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It is well established that clamping pressure has an impact on the performance of polymer electrode membrane (PEM) fuel cells. Belleville springs & washers may be employed to maintain a given pressure. Solon Manufacturing Co. has designed an interactive tool to help select the optimal spring arrangement to incorporate into the PEM fuel cell design.

PEMs use hydrogen fuel and oxygen from the air to produce electricity. The Membrane Electrode Assembly (MEA) is an assembled stack of PEM, a catalytic layer, and a Gas Diffusion Layer (GDL). The MEA is between bipolar plates and gasket layers and these cells are stacked to produce a desired electrical output. The entire stack is commonly loaded with tie rods/studs to some optimal clamping pressure. The optimal pressure is based on several factors:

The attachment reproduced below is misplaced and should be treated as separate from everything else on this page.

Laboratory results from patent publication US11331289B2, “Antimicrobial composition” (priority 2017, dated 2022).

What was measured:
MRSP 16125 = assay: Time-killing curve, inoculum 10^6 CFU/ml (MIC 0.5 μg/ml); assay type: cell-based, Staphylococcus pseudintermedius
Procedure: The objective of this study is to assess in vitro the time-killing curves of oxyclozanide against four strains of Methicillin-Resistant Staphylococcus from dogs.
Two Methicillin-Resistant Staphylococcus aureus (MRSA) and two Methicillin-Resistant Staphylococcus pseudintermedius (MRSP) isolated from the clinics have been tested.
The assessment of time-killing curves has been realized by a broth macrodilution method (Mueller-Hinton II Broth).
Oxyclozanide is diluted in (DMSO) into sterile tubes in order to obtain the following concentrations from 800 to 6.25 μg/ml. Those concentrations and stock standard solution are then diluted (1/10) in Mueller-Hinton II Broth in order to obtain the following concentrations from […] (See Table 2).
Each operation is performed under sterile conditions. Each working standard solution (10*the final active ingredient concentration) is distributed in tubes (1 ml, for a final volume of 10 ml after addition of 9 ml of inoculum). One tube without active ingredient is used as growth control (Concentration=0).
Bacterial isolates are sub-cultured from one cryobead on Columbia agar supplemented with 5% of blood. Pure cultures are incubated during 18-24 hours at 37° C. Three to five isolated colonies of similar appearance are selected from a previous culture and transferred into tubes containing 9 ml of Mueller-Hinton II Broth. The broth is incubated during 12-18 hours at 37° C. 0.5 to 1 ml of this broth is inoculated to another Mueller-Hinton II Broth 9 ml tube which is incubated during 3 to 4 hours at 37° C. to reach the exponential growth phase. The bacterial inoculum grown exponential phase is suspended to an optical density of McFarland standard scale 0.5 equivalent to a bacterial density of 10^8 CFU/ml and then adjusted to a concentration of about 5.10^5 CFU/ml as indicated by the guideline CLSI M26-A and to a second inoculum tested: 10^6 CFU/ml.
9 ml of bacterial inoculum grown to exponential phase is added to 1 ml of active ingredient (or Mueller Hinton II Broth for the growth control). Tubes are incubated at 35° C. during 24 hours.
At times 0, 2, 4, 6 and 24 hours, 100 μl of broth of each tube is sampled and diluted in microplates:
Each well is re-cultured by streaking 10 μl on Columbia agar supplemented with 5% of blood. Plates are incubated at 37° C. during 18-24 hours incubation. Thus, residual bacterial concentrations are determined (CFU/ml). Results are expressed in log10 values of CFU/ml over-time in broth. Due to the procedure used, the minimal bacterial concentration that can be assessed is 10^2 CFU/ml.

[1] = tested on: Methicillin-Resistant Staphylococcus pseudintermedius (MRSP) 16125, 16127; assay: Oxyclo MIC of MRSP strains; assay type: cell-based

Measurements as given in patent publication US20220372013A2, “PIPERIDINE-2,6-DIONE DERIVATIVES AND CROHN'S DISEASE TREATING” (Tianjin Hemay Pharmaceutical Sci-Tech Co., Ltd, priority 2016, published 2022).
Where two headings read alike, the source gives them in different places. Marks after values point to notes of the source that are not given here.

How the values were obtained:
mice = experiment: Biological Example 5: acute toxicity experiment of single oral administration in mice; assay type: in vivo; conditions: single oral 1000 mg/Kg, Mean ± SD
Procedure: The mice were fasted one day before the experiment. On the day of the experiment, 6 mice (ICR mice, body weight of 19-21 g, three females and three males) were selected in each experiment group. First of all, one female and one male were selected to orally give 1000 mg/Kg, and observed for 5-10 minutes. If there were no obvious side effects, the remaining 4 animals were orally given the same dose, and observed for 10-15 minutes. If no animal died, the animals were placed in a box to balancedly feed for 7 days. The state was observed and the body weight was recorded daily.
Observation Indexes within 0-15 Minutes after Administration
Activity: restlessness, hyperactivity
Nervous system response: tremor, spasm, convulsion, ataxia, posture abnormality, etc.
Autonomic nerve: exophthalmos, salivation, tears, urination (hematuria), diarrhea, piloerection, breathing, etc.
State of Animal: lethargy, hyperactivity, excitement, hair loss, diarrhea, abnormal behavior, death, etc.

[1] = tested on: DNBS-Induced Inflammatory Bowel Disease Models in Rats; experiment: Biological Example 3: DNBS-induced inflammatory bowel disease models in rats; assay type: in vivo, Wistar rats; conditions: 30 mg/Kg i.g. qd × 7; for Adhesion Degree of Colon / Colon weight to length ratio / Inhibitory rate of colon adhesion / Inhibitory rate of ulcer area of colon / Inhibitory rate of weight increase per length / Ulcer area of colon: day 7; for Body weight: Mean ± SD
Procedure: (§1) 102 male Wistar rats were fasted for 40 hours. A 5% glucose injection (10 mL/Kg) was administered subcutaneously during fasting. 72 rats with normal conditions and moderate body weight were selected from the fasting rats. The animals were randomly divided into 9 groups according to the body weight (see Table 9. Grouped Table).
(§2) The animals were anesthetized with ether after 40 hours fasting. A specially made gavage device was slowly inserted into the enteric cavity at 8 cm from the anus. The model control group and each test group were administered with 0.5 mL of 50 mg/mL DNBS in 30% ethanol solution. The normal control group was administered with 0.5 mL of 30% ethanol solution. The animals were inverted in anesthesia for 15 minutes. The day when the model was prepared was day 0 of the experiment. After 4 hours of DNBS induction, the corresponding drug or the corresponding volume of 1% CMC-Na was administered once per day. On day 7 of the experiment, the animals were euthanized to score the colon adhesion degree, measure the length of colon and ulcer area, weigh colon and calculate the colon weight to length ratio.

1. Insufficient clamping force may result in leakage of the assembly.
  2. Reduced clamping force results in increased contact resistance between the GDL and the bipolar plates and this reduces cell performance.
  3. Excessive clamping force may reduce porosity of the GDL and reduce the flow of gas and liquid that can compromise cell performance.
  4. Excessive clamping force may mechanically damage components of the cell.
In addition, the elastomer seals that are used in the fuel cell stack tend to relax or degrade over time and exposure to temperature. This reduces the cell performance over time. Belleville springs can be assembled onto the tie rods to maintain optimal pressure on the fuel cell. The challenge is that there are many spring designs or stack arrangements that could be used for a given application. Solon’s PEM Fuel Cell Selection Tool can help engineer the most cost effective spring stack for each application.

Please complete the form below to access our online PEM Fuel Cell Clamping Force Calculator.